Roboethics

Ed. Note: This post by Benjamin Vanlalvena is a part of the TLF Editorial Board Test 2016.          

                                         Source: xkthe_three_laws_of_roboticscd

Liability in law arises to persons who are considered rational and have control over their actions. Techonology is advancing at a rapid pace; machines have taken over a lot of jobs requiring manual labour. Some argue that this is beneficial as it means humans as a race would be able to focus on other activities/specialize. However, with the rate at which things are developing, one wonders what kind of activity would be left for humans. We already have a ‘robot lawyer’ hired by a law firm, a robot which helped people with their traffic tickets and has already successfully challenged 160,000 tickets, there are also robots writing stories for news agencies, one wrote a movie, another drew art. Robots have already defeated us in chess and go. Though they might not be completely ‘intelligent’, there’s no doubt that someday they could catch up to us.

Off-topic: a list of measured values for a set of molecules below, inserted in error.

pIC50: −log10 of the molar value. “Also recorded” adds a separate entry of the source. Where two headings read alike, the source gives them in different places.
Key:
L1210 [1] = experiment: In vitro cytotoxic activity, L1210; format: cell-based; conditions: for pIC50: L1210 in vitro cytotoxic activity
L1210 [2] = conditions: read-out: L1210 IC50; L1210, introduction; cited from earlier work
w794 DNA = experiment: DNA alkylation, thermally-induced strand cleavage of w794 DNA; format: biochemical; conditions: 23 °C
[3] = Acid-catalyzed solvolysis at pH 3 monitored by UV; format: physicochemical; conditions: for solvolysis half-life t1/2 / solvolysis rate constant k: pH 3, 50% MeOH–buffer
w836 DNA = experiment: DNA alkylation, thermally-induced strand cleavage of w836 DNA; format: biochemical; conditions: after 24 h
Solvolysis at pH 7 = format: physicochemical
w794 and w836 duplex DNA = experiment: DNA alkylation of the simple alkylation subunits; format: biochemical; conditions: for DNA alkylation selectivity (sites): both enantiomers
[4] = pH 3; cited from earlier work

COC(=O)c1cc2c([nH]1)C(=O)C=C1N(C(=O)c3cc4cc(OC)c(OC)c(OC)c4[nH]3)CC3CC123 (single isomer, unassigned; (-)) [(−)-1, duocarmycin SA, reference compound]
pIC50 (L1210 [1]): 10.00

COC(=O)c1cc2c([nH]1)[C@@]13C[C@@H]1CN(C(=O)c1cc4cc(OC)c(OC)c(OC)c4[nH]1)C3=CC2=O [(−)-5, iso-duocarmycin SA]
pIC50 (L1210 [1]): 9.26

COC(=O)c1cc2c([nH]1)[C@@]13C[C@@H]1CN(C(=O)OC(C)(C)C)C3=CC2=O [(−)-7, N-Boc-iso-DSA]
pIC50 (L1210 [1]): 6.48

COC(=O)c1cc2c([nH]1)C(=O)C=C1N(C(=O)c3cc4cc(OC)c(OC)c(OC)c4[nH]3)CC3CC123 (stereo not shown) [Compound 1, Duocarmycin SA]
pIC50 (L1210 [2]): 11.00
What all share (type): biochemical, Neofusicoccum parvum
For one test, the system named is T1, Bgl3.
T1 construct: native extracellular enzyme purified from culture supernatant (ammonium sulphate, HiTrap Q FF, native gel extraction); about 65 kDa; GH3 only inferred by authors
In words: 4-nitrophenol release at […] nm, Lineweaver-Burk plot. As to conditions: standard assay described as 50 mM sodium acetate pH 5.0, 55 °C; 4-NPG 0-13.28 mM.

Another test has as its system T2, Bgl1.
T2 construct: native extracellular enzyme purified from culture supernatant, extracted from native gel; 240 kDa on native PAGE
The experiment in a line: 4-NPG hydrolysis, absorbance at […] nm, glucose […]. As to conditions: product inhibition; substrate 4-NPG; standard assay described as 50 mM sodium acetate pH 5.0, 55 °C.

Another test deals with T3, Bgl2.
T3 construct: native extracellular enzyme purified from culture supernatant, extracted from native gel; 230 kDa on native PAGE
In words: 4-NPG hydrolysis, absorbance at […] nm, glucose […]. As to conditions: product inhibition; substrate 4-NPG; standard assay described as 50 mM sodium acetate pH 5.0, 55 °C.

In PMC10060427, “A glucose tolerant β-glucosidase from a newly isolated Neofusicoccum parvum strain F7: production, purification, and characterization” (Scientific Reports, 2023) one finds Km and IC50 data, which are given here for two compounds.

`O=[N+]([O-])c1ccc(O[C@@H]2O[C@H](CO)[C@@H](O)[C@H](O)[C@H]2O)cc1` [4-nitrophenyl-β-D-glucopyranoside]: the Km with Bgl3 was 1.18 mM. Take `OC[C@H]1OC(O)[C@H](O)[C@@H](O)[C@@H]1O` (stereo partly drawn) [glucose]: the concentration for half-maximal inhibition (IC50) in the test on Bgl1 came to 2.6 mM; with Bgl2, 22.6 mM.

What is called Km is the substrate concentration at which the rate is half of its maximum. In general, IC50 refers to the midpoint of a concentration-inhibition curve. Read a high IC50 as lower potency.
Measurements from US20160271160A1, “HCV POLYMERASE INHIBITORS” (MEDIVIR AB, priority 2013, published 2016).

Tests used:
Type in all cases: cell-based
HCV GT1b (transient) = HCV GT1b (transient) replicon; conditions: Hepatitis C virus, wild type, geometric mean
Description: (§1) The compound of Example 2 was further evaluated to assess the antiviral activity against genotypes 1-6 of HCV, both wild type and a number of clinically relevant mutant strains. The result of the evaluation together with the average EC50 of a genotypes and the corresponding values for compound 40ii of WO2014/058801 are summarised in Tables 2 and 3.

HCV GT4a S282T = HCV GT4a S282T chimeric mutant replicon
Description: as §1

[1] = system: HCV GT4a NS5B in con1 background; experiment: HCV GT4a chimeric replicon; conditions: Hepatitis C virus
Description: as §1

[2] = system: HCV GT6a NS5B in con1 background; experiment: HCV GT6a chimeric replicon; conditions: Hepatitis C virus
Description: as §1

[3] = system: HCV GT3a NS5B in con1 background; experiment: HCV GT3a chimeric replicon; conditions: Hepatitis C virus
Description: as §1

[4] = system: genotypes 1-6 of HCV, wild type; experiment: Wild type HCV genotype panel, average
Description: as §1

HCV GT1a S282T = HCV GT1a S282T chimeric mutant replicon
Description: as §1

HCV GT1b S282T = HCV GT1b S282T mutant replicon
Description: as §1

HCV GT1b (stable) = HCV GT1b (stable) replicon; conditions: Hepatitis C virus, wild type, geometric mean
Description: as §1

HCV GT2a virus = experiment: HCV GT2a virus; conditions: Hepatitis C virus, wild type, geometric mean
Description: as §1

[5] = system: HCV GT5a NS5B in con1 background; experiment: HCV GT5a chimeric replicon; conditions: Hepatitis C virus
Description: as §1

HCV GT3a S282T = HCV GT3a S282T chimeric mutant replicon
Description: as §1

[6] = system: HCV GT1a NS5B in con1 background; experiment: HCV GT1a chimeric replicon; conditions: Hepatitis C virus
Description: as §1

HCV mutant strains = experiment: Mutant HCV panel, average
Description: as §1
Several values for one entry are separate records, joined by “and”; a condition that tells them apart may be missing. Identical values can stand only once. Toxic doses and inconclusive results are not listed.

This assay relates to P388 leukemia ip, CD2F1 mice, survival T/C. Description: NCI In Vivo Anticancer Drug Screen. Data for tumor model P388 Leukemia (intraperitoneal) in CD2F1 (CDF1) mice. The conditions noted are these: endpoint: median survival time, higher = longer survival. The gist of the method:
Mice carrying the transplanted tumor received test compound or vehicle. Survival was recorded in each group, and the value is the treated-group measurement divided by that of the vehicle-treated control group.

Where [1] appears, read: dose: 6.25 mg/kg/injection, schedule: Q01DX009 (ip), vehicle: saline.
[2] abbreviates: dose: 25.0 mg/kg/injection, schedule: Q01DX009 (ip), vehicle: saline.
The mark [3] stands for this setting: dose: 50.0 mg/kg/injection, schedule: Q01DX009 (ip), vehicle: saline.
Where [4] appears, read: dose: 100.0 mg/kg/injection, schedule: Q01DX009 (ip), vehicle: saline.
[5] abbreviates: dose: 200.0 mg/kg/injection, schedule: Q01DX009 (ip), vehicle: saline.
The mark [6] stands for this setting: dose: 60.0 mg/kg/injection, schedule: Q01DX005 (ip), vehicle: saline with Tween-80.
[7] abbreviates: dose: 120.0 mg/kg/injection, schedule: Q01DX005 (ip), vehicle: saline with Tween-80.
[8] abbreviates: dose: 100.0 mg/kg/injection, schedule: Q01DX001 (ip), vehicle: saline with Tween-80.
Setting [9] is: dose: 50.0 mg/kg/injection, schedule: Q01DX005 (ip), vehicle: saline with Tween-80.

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The Equations of Bots and the Law, Part I : Crimes and Torts

(Image Source: http://sites.psu.edu/periodicpostulations/2012/09/12/little-lost-robot/)

One of the most interesting news items to come through the interwebs recently was the ‘seizure’ of a certain ‘art experiment’ in Switzerland. The bot, sadly unimaginatively named Random Darknet Shopper, lived up to its name by buying items randomly from Darknet marketplaces (with Bitcoins, interestingly) and shipping them to a gallery in Switzerland. The bot came under the scanner of the police after it bought some ecstacy pills and a counterfeit passport.

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